Functional Differences I care about
- Unbalanced analog inputs and outputs are nice to have (though not essential).
- An unbalanced headphone output is nice to have (though not essential).
- Channel mixing crossfeed is nice to have when headphone listening to recordings having absolute L-R separation (though not essential).
- Because this feature slightly changes tonal balance and resolution, I use it only when hard channel separation is annoying.
- Disc player: Oppo BDP-83 playing CDs and DVD-Audio, using Toslink and Coax PCM output direct to preamp (Soul or Oppo). Varying bit rates from 44-16 to 192-24.
- Audeze LCD-2 Fazor, version 2016 upgraded drivers
- Sennheiser HD-580 with fresh ear & headband pads
- Adcom 5800 amp
- Magnepan 3.6/R speakers
- Tuned listening room (floor to ceiling tube traps, acoustic foam, etc.)
- EQ: Behringer DEQ-2496
- Not always used; details below
The equipment with electrons flowing through it.
The Oppo looking all shiny & black (hard to believe it’s had 4 years of regular duty).
The Adcom 5800 pushes the electrons through my Magnepans. Hard to believe it’s over 25 years old, still going strong (I have it tested every few years).
It’s amazing how 21″ diameter floor-to-ceiling tube traps clean up the bass response (yes they’re home built)! The dark stuff on the wall is 4-layers thick of RPG acoustic foam strategically located to clean up the midrange response.
These Magnepan 3.6/R have given me over 15 years of musical enjoyment. Being dipoles, they are very sensitive to room setup, but when set up right they are downright magical. With the room treatment and positional setup, at the listener position they measure within 3 dB of flat from 30 Hz to 20 kHz. I love their midrange voicing, so natural and free of resonances; with extended and detailed yet silky smooth treble, distortion lower than most headphones, and bass having the taughtness, control and timbral accuracy that is unique to planar magnetics.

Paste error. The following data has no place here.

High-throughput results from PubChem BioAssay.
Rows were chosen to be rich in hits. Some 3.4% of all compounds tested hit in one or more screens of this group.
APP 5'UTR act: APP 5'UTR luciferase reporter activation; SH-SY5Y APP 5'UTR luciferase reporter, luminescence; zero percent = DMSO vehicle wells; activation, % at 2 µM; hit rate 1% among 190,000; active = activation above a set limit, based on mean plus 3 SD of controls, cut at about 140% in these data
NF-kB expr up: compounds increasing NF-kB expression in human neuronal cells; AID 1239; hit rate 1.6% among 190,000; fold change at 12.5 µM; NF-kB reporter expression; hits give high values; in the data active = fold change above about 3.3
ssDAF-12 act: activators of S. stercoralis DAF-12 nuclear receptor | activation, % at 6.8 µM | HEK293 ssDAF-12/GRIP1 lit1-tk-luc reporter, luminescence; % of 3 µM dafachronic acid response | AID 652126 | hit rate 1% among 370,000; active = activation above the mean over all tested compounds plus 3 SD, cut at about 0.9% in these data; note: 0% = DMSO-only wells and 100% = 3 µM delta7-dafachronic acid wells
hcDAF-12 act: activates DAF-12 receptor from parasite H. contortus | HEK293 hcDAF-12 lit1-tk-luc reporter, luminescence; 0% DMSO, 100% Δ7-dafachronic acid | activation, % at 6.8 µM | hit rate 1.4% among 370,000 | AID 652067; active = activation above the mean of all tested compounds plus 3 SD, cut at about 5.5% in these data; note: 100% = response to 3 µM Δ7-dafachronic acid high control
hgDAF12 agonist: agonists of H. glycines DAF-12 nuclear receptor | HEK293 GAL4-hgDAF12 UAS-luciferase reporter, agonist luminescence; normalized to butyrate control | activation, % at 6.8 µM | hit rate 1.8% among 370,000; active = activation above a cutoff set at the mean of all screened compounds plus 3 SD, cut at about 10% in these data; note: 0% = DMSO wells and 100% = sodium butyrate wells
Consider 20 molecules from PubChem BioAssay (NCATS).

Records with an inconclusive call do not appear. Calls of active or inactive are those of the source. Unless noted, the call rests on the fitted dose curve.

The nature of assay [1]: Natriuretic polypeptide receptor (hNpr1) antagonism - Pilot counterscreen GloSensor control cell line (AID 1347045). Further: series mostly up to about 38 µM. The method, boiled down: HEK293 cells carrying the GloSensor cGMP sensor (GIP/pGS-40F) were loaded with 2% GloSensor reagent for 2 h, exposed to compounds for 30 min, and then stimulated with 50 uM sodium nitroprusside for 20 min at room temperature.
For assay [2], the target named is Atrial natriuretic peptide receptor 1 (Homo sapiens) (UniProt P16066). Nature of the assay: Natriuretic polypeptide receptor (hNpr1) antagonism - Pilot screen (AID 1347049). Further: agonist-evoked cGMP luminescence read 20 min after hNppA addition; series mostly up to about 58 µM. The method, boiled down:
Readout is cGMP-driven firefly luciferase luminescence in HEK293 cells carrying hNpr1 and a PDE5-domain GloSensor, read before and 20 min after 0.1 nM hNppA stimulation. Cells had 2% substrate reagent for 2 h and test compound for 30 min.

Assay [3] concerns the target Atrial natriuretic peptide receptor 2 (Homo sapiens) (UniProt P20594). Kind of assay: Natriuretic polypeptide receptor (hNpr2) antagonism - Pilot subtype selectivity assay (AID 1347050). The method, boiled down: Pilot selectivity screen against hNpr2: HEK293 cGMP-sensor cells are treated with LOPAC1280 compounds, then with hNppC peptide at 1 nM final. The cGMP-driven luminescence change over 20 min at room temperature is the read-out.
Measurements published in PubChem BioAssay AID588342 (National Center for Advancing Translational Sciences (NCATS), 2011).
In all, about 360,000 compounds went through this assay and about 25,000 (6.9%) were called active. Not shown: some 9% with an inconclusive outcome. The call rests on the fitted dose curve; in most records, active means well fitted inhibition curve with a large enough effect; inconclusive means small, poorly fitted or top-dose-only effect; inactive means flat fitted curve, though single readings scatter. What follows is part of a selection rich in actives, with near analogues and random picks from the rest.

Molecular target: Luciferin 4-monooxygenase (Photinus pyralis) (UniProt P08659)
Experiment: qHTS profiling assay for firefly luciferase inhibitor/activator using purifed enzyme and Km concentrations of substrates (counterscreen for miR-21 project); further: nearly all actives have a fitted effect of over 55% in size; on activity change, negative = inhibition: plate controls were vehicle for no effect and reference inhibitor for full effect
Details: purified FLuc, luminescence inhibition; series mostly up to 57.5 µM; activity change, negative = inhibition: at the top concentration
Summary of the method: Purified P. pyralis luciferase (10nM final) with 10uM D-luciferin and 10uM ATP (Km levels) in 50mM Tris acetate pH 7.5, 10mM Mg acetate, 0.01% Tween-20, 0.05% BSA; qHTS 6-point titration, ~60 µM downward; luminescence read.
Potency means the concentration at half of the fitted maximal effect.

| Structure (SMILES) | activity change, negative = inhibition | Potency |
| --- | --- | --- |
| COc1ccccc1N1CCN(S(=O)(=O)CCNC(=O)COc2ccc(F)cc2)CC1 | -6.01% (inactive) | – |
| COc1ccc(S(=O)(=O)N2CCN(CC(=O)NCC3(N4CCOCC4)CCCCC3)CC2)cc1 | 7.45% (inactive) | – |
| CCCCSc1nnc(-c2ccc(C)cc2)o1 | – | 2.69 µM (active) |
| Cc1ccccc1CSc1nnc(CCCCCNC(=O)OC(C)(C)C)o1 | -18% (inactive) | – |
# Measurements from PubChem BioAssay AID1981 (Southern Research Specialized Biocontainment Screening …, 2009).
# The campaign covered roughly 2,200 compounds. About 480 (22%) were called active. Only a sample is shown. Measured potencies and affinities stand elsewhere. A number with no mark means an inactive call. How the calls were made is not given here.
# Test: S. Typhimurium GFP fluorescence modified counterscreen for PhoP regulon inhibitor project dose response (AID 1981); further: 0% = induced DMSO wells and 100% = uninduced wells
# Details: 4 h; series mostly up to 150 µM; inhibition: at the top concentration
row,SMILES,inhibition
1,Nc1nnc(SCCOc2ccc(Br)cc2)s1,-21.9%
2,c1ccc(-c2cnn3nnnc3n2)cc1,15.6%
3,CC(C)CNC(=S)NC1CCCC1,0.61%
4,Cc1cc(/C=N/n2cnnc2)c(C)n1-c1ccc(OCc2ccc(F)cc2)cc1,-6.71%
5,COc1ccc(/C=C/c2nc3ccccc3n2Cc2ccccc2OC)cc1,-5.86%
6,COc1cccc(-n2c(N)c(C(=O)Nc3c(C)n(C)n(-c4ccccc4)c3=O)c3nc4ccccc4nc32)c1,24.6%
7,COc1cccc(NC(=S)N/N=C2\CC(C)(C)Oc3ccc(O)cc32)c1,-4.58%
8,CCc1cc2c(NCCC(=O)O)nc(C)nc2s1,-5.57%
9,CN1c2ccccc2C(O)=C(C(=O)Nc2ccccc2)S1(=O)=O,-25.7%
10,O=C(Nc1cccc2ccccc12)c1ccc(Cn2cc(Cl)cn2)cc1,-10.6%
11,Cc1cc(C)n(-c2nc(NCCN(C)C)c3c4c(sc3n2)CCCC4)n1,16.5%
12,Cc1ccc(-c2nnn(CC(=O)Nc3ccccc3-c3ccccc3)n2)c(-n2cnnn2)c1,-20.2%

- All Soul DSP features disabled and standard linear phase sinc(t) AA filter used, except where noted.
- I normally use a Behringer DEQ 24-96 for mild parametric EQ to correct headphone & speaker room response.
- When using LCD2, I listened both with, and without, EQ. The mild EQ I use (+3 dB @ 4500 Hz, Q=0.67) partially corrects the LCD2 response dip and makes it more neutral and resolving.
- When using speakers, I disabled EQ. The room treatments give good clean response making the speaker EQ mild and unnecessary for critical listening comparisons.
- Both Oppo & Soul left ON all week to ensure they were fully warmed up and stabilized.
- The Adcom 5800 powered off at night (it draws 250 W idle), but on for at least 30 minutes before each listening session–long enough for the fans to be running.